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Re: dash.el [was: Re: Imports / inclusion of s.el into Emacs]

From: Adrián Medraño Calvo
Subject: Re: dash.el [was: Re: Imports / inclusion of s.el into Emacs]
Date: Mon, 18 May 2020 20:29:26 +0200

> On 18. May 2020, at 06:42, Stefan Monnier <address@hidden> wrote:
>> However, we could implement both syntaxes, use the $ syntax in the
>> short term, and convert external packages to the # syntax in a few
>> years.
>> Let's see what Eli thinks about it.
> FWIW, I'm not too fond of such shorthand syntax.  The benefit is not
> very high and it makes the language that much more difficult to learn
> for newcomers.
> For a programming language like Closure, it might make sense, since
> most/all people writing Closure programs are actual programmers that
> have to be proficient in Clojure.  But Elisp lambdas are very common in
> .emacs files, so this additional complexity will be exposed to some of
> our users who aren't programmers or aren't proficient in Elisp.

I understand your argument, particularly as it applies to the
reader syntax.  On the other hand, dollar.el is just a macro: it
does not complicate the syntax (for some definition of syntax);
although it does complicate understanding when first presented.
Being just a macro entails:

It’s highlighted in Emacs, just like lambda.
Its documentation can be queried on the spot with C-h f RET.
It can be macroexpanded, in order to inspect its effect.

In any case, I have no experience helping beginners, so I’m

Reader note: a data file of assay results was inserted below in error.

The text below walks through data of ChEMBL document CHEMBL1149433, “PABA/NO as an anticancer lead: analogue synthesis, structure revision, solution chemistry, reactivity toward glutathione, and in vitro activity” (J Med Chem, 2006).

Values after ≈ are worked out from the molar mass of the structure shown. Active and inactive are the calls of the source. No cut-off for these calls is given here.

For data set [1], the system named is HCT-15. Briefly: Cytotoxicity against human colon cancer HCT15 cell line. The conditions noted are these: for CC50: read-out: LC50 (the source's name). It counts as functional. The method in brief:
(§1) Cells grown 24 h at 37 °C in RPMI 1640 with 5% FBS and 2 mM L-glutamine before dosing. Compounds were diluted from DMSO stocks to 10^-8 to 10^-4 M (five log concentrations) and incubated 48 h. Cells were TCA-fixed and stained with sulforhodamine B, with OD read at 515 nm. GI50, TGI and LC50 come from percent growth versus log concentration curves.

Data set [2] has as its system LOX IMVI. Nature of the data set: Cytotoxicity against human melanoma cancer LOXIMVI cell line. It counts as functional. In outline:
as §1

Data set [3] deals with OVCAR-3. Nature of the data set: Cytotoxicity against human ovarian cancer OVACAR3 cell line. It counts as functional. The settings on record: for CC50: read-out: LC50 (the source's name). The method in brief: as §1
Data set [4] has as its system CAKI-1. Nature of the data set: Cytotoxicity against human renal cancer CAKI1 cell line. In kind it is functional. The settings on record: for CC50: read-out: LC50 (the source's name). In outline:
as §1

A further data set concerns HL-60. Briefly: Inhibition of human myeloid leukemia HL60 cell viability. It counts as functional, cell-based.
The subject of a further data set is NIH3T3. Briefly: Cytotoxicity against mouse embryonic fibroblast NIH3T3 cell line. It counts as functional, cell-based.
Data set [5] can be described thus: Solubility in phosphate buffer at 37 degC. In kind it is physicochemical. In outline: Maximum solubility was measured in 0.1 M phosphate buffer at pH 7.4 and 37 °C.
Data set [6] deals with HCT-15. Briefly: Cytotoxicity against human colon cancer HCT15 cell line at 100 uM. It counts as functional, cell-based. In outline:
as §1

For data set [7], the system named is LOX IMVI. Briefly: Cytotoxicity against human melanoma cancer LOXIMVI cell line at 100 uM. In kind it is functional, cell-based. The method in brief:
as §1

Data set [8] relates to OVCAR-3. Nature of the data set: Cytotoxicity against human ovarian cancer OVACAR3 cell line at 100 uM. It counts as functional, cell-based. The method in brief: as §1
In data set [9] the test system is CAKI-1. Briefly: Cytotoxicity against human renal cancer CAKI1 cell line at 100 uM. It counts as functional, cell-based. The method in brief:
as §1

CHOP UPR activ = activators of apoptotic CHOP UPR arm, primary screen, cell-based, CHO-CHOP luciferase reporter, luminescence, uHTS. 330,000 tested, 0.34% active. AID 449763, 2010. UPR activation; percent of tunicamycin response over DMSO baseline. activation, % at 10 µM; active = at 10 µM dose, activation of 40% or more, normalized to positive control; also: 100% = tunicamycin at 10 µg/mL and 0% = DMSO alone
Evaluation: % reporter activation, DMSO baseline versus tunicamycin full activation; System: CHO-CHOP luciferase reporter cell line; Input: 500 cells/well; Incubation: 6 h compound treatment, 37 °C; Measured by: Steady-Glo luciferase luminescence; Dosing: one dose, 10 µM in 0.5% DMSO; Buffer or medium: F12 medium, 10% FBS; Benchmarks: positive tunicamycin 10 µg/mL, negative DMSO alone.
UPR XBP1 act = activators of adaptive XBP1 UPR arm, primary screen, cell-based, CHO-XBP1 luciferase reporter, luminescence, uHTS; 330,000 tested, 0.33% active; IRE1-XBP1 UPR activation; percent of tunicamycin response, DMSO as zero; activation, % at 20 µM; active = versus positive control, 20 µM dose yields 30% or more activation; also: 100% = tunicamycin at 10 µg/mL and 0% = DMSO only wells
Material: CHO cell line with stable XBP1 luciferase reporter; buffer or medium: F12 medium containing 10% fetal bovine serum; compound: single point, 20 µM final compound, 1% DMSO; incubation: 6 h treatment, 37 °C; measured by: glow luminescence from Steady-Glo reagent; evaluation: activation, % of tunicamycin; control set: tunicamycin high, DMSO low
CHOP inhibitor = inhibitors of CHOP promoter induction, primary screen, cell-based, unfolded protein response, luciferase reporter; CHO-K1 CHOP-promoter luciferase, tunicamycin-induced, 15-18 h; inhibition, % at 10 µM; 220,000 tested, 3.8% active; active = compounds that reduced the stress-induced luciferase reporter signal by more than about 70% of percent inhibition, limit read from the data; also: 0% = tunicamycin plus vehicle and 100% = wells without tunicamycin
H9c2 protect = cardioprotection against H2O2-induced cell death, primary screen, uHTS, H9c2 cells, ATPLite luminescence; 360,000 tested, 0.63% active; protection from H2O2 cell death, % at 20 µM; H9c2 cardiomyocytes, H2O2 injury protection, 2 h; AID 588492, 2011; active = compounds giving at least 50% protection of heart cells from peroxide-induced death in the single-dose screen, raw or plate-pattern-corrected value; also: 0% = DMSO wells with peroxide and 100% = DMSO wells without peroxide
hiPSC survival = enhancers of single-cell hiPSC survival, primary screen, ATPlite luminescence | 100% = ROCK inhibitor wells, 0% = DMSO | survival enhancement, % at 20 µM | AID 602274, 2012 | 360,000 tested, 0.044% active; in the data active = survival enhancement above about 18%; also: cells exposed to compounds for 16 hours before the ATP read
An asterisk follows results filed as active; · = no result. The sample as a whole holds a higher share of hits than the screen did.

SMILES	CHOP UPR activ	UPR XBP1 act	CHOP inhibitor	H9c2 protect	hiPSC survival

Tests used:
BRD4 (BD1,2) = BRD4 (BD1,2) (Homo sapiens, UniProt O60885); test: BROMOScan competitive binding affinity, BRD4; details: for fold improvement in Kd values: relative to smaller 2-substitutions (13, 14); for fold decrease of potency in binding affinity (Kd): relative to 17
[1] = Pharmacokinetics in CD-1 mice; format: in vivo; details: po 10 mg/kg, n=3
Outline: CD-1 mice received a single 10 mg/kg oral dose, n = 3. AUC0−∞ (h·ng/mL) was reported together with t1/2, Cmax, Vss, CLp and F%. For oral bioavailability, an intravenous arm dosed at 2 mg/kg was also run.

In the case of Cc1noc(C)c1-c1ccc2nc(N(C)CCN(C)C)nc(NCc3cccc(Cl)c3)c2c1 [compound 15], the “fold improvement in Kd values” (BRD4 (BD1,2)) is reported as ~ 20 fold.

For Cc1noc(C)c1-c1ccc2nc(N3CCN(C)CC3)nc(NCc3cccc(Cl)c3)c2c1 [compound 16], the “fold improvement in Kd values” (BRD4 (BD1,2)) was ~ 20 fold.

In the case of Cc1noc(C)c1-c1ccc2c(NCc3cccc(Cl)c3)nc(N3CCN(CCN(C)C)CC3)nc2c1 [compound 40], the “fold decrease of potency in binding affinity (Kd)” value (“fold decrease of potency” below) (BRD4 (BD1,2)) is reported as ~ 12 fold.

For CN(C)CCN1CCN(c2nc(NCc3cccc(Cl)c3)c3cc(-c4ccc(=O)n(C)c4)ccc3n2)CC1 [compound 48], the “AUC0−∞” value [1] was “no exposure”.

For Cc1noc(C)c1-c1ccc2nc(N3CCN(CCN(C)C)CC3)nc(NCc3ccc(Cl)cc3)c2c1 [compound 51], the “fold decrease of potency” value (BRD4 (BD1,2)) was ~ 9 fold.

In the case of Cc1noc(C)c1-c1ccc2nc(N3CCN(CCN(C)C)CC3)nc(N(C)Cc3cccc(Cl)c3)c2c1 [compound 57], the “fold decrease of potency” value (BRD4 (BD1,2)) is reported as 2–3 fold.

not sure whether the above would help them or not.

> [ Yes, I know it may sound strange coming from me, since I'm to blame
>  for a lot of complexity in Elisp :-(
>  But to my defense, `pcase` and `cl-defmethod` aren't nearly as often
>  needed in .emacs as lambdas.  ]

(You’ve done much good, thank you.)

> I can already see the discussions in forums about "what's the difference
> between #(f % 1) and (lambda (x) (f x 1))", "when should I use which",
> ...
> If we want to shorten anonymous functions we could start with something
> like (λ (x) (f x 1)), which you can get with
> prettify-symbols-mode already.

Something like this is supported by dollar.el, when using the named variables
syntax (substituting λ for $):

        ($ [x] (f x 1))

though the usual way would be:

        ($ (f $1 1))

Would prettifying lambda to λ lead to visually unexpected indentation?
(I think not, for the uses…)  Typing λ is a no-go, in my opinion.

I’m not entirely sold on the symbol $ for the macro name, but its use
for the variables is genius, in my opinion, which makes the combination
“click”.  Variable names starting with $ ($1, $2, etc.) are familiar for
people with experience with in Bash, Tcl or PHP.  For people familiar
with Haskell, $ is another form of function application, which would
remind of the $ macro.

Going with % and %1, %2, etc. would be fine, and would be intuitive
for people with Clojure backgrounds.  But % is taken.

Other symbol might be more intuitive or “lispy”, though I can’t
think of any, especially that is easy to type, “familiar” (subjective) and
intuitive (also subjective).

[… This alternative occurred to me meanwhile:

        (\ (f \1 1))

\ is used by Haskell for its lambda expressions (it’s supposed to remind
of λ).  \1, \2, etc is used in regular expressions to refer to capture
groups.  It’s somewhat ugly, but makes sense.]

Best regards,

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